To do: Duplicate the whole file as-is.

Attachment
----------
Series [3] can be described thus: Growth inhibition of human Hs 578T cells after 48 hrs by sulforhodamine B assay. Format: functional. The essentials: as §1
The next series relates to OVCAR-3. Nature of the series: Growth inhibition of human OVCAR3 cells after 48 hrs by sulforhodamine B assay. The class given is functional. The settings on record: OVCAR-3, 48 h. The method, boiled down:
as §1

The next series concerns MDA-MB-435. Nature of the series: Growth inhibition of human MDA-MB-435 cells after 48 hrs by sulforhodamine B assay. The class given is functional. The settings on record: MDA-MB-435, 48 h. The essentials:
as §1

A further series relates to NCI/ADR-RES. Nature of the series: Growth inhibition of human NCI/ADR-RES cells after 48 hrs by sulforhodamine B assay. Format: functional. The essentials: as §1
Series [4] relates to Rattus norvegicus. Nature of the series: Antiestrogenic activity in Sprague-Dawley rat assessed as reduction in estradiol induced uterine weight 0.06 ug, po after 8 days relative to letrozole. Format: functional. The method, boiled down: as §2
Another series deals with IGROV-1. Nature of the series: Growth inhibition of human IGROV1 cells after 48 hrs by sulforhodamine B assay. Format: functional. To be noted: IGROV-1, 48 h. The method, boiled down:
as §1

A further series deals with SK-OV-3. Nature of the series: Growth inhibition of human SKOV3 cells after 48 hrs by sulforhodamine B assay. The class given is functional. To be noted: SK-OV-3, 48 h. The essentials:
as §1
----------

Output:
Series [3] can be described thus: Growth inhibition of human Hs 578T cells after 48 hrs by sulforhodamine B assay. Format: functional. The essentials: as §1
The next series relates to OVCAR-3. Nature of the series: Growth inhibition of human OVCAR3 cells after 48 hrs by sulforhodamine B assay. The class given is functional. The settings on record: OVCAR-3, 48 h. The method, boiled down:
as §1

The next series concerns MDA-MB-435. Nature of the series: Growth inhibition of human MDA-MB-435 cells after 48 hrs by sulforhodamine B assay. The class given is functional. The settings on record: MDA-MB-435, 48 h. The essentials:
as §1

A further series relates to NCI/ADR-RES. Nature of the series: Growth inhibition of human NCI/ADR-RES cells after 48 hrs by sulforhodamine B assay. Format: functional. The essentials: as §1
Series [4] relates to Rattus norvegicus. Nature of the series: Antiestrogenic activity in Sprague-Dawley rat assessed as reduction in estradiol induced uterine weight 0.06 ug, po after 8 days relative to letrozole. Format: functional. The method, boiled down: as §2
Another series deals with IGROV-1. Nature of the series: Growth inhibition of human IGROV1 cells after 48 hrs by sulforhodamine B assay. Format: functional. To be noted: IGROV-1, 48 h. The method, boiled down:
as §1

A further series deals with SK-OV-3. Nature of the series: Growth inhibition of human SKOV3 cells after 48 hrs by sulforhodamine B assay. The class given is functional. To be noted: SK-OV-3, 48 h. The essentials:
as §1